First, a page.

Foxconn shuts plant after 2,000-person brawl
The electronics giant, which has vast plants in China that churn out products for Apple and other tech firms, shuts down a factory on Sept. 24 for an investigation.
Mon, Sep 24, 2012 at 05:46 AM
Pictures posted online, which could not be confirmed, showed crowds of workers, a building with shattered windows, and an overturned police car, among other damage. (Photo: AFP)
Electronics giant Foxconn, whose vast plants in China churn out products for Apple and other tech firms, shut a factory Monday after a brawl involving some 2,000 workers, officials said.
Around 40 people were injured in the incident in Taiyuan in northern China, which began around 11 p.m. Sunday and was not brought under control by police until four hours later, Foxconn's parent company Hon Hai said.
Pictures posted online, which could not be confirmed, showed crowds of workers, a building with shattered windows, and an overturned police car, among other damage.
"The facility was closed today, just today, in order for an investigation. It will be reopened tomorrow," Hon Hai spokesman Simon Hsing told AFP.
Foxconn is the world's largest maker of computer components and assembles products for Apple, Sony and Nokia, among others. The company has come under the spotlight after suicides and labour unrest at its Chinese plants in the past two years.
The company statement said the trouble began "as a personal dispute between several employees" in a privately managed dormitory for workers at the plant in Shanxi province.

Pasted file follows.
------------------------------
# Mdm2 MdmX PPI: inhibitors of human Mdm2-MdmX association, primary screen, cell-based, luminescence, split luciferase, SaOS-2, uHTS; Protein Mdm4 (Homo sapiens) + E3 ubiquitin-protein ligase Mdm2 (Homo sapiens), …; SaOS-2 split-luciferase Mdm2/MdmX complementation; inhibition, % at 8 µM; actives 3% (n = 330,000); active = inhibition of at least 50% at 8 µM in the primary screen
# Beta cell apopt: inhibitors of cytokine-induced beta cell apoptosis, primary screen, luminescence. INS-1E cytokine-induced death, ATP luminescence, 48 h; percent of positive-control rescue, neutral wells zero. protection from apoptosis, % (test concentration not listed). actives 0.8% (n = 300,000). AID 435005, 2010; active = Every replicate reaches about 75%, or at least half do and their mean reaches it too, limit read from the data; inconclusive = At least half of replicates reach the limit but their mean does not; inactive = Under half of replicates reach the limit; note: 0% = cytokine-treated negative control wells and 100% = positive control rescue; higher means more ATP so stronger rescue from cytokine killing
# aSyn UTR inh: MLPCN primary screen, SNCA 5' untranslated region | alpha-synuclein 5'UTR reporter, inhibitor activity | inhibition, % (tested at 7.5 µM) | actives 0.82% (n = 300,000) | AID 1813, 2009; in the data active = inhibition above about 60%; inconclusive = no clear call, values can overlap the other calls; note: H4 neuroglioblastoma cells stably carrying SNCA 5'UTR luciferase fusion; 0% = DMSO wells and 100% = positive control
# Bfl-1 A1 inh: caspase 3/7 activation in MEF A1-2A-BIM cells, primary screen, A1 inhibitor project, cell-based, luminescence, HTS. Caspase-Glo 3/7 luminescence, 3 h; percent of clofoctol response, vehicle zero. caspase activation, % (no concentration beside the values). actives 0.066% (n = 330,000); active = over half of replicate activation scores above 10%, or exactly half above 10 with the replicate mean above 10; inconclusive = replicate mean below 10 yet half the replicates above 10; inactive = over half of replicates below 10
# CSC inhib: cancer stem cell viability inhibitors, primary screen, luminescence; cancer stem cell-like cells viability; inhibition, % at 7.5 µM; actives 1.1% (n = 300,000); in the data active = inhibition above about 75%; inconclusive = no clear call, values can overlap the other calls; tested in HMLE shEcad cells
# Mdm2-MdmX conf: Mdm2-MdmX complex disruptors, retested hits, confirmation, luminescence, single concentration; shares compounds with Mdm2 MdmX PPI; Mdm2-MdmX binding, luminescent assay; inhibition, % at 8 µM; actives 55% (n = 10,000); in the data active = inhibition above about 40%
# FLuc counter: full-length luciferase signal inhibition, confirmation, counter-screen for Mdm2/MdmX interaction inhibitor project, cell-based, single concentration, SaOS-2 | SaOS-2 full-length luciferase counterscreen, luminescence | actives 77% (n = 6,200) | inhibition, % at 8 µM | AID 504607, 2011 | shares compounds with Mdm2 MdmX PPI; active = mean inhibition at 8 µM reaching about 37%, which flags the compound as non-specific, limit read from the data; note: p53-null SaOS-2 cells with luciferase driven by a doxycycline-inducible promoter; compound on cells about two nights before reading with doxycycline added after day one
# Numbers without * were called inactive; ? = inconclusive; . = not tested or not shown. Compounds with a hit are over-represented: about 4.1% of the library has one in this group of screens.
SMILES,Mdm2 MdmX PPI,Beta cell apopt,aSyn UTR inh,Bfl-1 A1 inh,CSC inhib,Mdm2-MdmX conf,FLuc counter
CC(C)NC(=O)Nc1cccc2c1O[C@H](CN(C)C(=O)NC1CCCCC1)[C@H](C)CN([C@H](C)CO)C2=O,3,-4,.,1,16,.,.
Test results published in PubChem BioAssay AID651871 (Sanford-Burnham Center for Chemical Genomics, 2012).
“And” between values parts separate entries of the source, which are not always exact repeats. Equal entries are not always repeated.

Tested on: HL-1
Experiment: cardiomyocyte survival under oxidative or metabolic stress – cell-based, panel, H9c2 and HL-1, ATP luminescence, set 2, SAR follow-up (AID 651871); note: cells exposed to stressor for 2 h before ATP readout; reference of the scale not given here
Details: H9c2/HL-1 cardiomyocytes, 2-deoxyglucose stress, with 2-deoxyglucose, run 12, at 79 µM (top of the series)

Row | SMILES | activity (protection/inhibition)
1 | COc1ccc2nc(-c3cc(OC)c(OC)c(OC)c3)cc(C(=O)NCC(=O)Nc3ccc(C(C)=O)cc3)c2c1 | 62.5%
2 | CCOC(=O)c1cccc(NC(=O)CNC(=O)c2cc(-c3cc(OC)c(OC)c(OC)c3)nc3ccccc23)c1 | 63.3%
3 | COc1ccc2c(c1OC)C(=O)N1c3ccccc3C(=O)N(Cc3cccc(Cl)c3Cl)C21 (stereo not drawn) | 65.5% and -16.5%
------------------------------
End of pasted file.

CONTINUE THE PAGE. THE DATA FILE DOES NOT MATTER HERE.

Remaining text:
"The cause of this dispute is under investigation by local authorities and we are working closely with them in this process, but it appears not to have been work-related," it said.
Numerous postings on the Sina Weibo microblog, which could not be confirmed by AFP, said the brawl was between factory security guards and workers.
In 2010, at least 13 Foxconn employees in China died in apparent suicides, which activists blamed on tough working conditions, prompting calls for better treatment of staff.
"Foxconn is known to have a very authoritarian management style and discipline is very strict," Geoffrey Crothall, spokesman of the Hong Kong-based China Labour Bulletin, told AFP.
"When you have a working environment like Foxconn where workers are treated simply as units of production, essentially robots, not human beings... then sometimes violence is the only way out (and) you see minor disputes escalating into violence."
Following the spate of suicides, Foxconn rolled out a series of measures, including wage hikes and safety nets outside buildings, and has since been expanding its workforce throughout China.
In January, workers at a Foxconn plant in Wuhan, in central China, that makes Xbox game consoles for computer giant Microsoft "staged a workplace incident" over a plan to transfer staff, Foxconn said at the time.
About 45 workers resigned afterwards, the company added, offering few details.
Foxconn employs about one million workers in China, roughly half of them based in its main facility in Shenzhen, which borders Hong Kong.
The Taiyuan plant employs 79,000 workers and makes automobile electronic components, consumer electronic components and precision mouldings.
A Taiyuan city government official said the unrest had "quieted down" and was not work-related. City police spokesmen could not immediately be reached for comment.
Copyright 2012 AFP Global Edition